Turkish tanks were practising manoeuvres on the Syrian border August 2 as Ankara demonstrated its military muscle for a second day running. The exercises are being held after a series of Turkish military deployments to the area prompted by the spiralling violence in the 17-month uprising against Syrian President Bashar al-Assad. About 25 tanks took part in the exercises in the Nusaybin district of Mardin province, just two kilometres from the Syrian border; Mardin’s governor has been quoted as saying that they are expected to last for several days.
The action is being viewed as a sign of Turkey’s continuing unease over the Civil War across the Syrian border. Turkey is particularly concerned over reports that Kurdish groups related to the PKK have begun to exert increasing control over Kurdish areas of Syria amid the power vacuum created by continuing unrest. According to the Turkish Ministry of Foreign Affairs, Foreign Minister Ahmet Davutoğlu raised the issue of the Syrian government’s loss of control over its territory on Wednesday while visiting Massoud Barzani, President of Iraq’s Kurdistan government. Davutoğlu was keen to assert Turkey’s desire for a Syria free from any ‘extremist organisations,’ a group in which he would include the PKK, and that “…any attempt to exploit the power vacuum by any violent group or organisation will be considered as a common threat, which should be jointly addressed.”
Amid continuing clashes between the Turkish military and the PKK, Turkish Prime Minister Recep Erdoğan warned last week that Turkish troops would pursue fleeing PKK militants inside Syria, warning that Ankara would not hesitate to strike what it considered to be terrorists. This raises the prospect of the Syrian Civil War spilling over into a regional conflict that could lead to wider repercussions affecting the stability of several surrounding states. Despite comments earlier this week by Philip Gordon, Assistant Secretary of State for European and Eurasian affairs, that the USA would not support any break up of Syria post-Assad, Ankara remains uneasy about the prospect of a co-ordinated Kurdish fighting force in Northern Syria. In the longer term they fear that an autonomous Kurdish region could be formed there and create further pressure for an independent Kurdish state which could include calls for significant changes to Turkey’s borders and prompting further unrest in Kurdish regions of Turkey.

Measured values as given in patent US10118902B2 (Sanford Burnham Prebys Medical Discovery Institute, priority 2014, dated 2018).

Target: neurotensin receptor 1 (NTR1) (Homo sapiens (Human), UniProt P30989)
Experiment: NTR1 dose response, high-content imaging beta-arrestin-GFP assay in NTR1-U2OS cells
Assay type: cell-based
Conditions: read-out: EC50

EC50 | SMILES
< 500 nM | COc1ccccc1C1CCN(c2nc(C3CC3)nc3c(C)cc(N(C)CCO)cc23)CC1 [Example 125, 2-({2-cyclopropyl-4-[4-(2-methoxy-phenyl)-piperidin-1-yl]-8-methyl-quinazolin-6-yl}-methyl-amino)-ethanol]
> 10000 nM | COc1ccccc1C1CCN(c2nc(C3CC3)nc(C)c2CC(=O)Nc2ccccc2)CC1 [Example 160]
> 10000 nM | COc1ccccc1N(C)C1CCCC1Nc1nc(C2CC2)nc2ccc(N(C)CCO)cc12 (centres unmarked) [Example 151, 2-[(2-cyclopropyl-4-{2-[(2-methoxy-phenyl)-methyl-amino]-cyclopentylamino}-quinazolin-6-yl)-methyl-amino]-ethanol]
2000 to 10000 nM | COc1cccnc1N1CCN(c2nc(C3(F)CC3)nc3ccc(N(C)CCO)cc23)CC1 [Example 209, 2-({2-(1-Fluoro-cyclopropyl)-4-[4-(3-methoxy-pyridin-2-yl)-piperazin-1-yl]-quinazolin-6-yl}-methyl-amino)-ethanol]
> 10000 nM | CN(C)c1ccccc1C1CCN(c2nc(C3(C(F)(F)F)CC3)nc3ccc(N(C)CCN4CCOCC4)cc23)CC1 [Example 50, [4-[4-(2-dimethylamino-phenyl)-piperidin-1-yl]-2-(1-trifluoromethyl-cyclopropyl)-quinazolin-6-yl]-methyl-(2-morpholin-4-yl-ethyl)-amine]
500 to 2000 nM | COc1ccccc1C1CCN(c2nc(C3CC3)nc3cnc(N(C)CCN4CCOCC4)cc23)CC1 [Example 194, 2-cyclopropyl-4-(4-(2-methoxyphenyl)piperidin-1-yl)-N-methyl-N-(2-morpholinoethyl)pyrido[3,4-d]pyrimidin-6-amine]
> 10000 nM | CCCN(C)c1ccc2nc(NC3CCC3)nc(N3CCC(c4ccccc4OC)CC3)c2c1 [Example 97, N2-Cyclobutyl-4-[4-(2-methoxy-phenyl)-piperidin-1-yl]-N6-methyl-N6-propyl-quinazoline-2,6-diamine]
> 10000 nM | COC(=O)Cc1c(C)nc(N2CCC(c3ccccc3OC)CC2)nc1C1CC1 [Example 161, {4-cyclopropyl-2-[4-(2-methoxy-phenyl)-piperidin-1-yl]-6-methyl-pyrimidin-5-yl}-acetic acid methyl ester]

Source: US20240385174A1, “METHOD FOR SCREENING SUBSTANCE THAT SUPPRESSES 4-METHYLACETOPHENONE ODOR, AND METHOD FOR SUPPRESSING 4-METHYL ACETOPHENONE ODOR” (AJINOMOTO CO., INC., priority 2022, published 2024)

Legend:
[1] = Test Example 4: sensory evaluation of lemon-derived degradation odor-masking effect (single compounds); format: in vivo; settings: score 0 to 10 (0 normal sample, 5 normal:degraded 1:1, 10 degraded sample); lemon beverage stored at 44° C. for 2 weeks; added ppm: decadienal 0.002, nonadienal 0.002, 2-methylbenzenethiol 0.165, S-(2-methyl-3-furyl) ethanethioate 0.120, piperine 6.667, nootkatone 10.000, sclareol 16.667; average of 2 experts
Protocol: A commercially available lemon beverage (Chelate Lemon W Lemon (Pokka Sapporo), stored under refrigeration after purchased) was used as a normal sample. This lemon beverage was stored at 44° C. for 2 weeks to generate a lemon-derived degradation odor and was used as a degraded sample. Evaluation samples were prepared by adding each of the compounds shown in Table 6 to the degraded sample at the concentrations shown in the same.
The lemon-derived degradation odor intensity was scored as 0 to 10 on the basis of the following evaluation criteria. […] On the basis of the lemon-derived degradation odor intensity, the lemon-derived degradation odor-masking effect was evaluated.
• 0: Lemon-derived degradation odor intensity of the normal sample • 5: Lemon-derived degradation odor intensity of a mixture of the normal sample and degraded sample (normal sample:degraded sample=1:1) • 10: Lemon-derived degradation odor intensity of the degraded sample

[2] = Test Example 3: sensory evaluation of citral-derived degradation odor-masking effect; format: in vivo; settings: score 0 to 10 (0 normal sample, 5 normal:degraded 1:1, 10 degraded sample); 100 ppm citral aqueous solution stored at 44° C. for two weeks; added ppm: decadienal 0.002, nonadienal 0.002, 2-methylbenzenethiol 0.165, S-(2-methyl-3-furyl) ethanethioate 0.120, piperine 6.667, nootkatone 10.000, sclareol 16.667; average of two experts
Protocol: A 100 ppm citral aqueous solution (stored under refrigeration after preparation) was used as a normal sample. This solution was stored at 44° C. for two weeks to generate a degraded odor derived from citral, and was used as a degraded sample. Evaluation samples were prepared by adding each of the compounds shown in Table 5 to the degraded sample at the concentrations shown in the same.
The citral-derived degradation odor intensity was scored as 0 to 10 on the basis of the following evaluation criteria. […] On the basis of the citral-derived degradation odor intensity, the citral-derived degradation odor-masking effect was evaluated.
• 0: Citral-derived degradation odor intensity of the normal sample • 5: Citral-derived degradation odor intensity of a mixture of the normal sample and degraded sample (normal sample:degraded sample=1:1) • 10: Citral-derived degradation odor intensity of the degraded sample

Speaking from Istanbul on Monday Gordon said that Syria should remain united: “We don’t see for the future of Syria an autonomous Kurdish area or territory.” This is not believed to be due to Turkish influence however, but rather a convergence of interests: generally it seems that the Turkish government currently have limited influence in this situation. The ongoing military exercises are designed to show that after the al-Assad regime falls, Turkey is determined to have an influence on the new Syrian regime. Whilst it is unlikely to wish to become embroiled in a military intervention, we continue to believe that Turkey would be willing to strike into Syria if it felt its security was under threat.
Tom Dixon, Research Associate